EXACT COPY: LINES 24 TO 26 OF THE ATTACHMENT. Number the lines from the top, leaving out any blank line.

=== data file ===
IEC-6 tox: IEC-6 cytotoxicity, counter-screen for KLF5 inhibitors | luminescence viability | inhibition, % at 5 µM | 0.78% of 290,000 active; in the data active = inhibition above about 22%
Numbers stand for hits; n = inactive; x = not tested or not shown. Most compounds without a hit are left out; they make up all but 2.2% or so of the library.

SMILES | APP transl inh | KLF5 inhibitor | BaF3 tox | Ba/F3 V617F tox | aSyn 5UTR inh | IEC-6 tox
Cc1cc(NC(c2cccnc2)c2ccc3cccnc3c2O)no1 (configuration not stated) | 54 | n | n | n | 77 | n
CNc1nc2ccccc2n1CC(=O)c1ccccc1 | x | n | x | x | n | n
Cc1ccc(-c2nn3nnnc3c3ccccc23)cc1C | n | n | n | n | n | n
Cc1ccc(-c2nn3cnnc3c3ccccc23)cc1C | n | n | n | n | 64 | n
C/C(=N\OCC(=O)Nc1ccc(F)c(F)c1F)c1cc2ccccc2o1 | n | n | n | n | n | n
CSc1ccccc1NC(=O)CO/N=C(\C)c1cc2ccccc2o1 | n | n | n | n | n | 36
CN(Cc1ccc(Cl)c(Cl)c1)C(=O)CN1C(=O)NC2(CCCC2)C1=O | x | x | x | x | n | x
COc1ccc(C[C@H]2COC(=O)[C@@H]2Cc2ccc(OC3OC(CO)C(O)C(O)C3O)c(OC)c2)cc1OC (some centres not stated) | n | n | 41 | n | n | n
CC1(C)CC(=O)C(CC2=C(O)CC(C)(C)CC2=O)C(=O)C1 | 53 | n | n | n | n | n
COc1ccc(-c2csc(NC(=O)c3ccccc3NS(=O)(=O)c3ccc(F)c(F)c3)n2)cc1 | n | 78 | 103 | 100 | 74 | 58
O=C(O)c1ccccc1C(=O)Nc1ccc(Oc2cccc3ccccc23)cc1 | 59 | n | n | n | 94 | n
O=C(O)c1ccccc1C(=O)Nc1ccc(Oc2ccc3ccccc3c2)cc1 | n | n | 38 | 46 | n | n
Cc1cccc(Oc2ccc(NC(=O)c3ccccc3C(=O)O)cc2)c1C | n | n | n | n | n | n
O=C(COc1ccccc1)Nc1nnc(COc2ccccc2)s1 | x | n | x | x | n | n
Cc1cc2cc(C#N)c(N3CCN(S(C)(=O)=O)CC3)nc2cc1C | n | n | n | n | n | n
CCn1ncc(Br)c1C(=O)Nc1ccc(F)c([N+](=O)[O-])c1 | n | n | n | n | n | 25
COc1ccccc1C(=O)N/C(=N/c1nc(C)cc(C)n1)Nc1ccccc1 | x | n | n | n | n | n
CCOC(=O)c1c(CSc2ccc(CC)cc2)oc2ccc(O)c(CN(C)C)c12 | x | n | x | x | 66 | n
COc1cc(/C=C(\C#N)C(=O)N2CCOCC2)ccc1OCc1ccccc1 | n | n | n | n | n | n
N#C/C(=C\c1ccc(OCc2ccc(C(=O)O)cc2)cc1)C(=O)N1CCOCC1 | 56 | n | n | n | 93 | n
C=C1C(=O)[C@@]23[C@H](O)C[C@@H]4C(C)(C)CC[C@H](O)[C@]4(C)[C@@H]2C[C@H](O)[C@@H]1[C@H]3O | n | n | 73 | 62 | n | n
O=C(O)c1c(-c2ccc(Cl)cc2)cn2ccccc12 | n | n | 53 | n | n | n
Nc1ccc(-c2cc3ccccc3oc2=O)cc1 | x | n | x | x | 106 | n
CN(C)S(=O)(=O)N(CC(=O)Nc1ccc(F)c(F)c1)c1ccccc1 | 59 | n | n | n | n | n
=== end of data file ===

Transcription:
C=C1C(=O)[C@@]23[C@H](O)C[C@@H]4C(C)(C)CC[C@H](O)[C@]4(C)[C@@H]2C[C@H](O)[C@@H]1[C@H]3O | n | n | 73 | 62 | n | n
O=C(O)c1c(-c2ccc(Cl)cc2)cn2ccccc12 | n | n | 53 | n | n | n
Nc1ccc(-c2cc3ccccc3oc2=O)cc1 | x | n | x | x | 106 | n